My Viewpoint on Cyber-Security in Education

This blog post describes my experiences. It may differ for you.

When someone hears the phrase “Cyber-Security”, they automatically think of either a hacker or some nerd in an underground lab. The problem is not the Cyber-Security community itself, it’s education. In many schools across the UK, Information Security in primary schools, secondary schools and sometimes even universities are taught in an insufficient manner. By this, I mean that tutors do not go into enough detail about cyber-security and they don’t put enough emphasis on how important it is.

When I was 10 years old, the only thing I was told was:

  1. Don’t tell anyone your passwords
  2. Make your password something that no one will guess

The problem with this is that we don’t get told why we should do it. It is natural human behaviour to dismiss something if there is no satisfying reason for doing it. Tutors in primary schools and secondary schools don’t emphasise information security enough to students.

This may not seem like a problem in the short-term side of things, but once someone uses a bad practice once, they will know nothing better than using the same terrible practises over and over again, until they allow their accounts to get compromised in a security breach without realising that it’s their own fault.

Online Safety is also insufficiently taught

Online safety is taught in secondary schools in a students first year. However, once again I have seen the same fundamental problem; that it’s not being emphasised enough to students how important online safety and information security is. I still see students using passwords such as “toffee123” or “chelsea13”.

Then there is the problem of online bullying and harassment between students. So far, in 2016, I have seen 3 social media attacks on students in my year from groups of “friends”. These bullying groups usually contain 5-15 people and usually attack a minority group or a single person.

It’s not just students with poor security

This section is just an anecdote. Feel free to skip it.

In late 2015, a group of students in my year teamed up and started trying to gain credentials of various staff members. I first encountered this group a few weeks before they were discovered, when I saw two of their members trying to eavesdrop on a staff member trying to type their username and password into a printer. At the time, I didn’t think anything of it, as I only saw 2 people, and this thing had happened many times before. A week later, there were many rumours of this group gaining access to some staff members accounts on various websites. I didn’t know if it was true or not, as no one I asked could confirm it, but one thing did become clear – I was reasonably certain on who was involved in it.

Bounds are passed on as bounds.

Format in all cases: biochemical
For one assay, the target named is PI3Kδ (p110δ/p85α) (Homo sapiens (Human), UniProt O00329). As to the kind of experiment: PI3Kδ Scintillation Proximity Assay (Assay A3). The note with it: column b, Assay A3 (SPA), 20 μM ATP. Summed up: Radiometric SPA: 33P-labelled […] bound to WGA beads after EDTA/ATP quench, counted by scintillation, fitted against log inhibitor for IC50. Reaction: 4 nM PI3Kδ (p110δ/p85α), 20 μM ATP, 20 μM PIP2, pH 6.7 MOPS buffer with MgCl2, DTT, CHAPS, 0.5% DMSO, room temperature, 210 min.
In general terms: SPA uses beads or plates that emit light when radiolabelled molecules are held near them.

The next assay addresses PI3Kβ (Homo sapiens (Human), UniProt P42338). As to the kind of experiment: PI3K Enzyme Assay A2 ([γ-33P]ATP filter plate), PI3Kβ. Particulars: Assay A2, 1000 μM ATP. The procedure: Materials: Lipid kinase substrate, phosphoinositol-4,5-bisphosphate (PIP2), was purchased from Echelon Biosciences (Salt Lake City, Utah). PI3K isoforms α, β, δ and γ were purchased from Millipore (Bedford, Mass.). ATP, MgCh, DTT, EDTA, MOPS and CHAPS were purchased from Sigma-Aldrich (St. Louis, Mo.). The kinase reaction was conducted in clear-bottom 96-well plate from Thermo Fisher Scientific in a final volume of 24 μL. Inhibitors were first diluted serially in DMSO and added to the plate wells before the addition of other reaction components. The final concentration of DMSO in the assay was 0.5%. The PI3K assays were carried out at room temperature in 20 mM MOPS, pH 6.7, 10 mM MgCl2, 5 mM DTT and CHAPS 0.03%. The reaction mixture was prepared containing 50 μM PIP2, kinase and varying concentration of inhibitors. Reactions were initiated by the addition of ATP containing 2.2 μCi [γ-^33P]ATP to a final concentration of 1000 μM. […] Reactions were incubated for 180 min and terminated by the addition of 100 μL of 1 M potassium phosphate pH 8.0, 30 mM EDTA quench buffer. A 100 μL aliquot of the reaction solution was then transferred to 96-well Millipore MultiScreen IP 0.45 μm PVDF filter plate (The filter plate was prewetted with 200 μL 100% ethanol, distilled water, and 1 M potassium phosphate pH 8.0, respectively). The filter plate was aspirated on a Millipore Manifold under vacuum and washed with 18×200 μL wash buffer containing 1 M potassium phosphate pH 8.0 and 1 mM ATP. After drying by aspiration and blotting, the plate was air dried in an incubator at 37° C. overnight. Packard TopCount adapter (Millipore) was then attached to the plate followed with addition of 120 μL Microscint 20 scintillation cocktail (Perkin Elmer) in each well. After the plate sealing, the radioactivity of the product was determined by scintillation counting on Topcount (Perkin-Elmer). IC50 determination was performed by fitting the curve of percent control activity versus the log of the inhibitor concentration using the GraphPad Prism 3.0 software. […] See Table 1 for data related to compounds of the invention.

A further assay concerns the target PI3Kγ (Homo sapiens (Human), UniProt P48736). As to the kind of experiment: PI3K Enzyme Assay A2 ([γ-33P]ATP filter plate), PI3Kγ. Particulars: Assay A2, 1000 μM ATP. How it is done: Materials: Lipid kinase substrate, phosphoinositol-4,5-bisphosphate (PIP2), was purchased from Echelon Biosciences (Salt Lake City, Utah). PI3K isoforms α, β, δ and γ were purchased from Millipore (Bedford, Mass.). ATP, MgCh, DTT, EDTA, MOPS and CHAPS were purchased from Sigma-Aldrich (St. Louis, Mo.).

Once again, I couldn’t verify anything, but this time, I knew much more about what they were doing and who they were targeting. A few days later, the group was uncovered by the technicians in my school. 1 student (the leader) was expelled, 7 students were given detentions every day for a week and the rest were spoken to by the behaviour manager. In total, 3 staff members were affected, with their usernames and passwords for various websites including banking services, email and other personal information being leaked. The personal information of many innocent students were leaked; as a result, a staff meeting was held in order to ensure that it wont happen again.

So far I have seen no more incidents involving this group and the group seems to have been dissolved. The targeted attack described above was actually the second incident that I had seen from that group.

Finale

People don’t see their stupid security practises until they have actually been affected by a security incident / breach. We should do more in schools to teach people about the importance of cyber-security and also help people gain awareness of online safety, instead of just leaving this as a last option.

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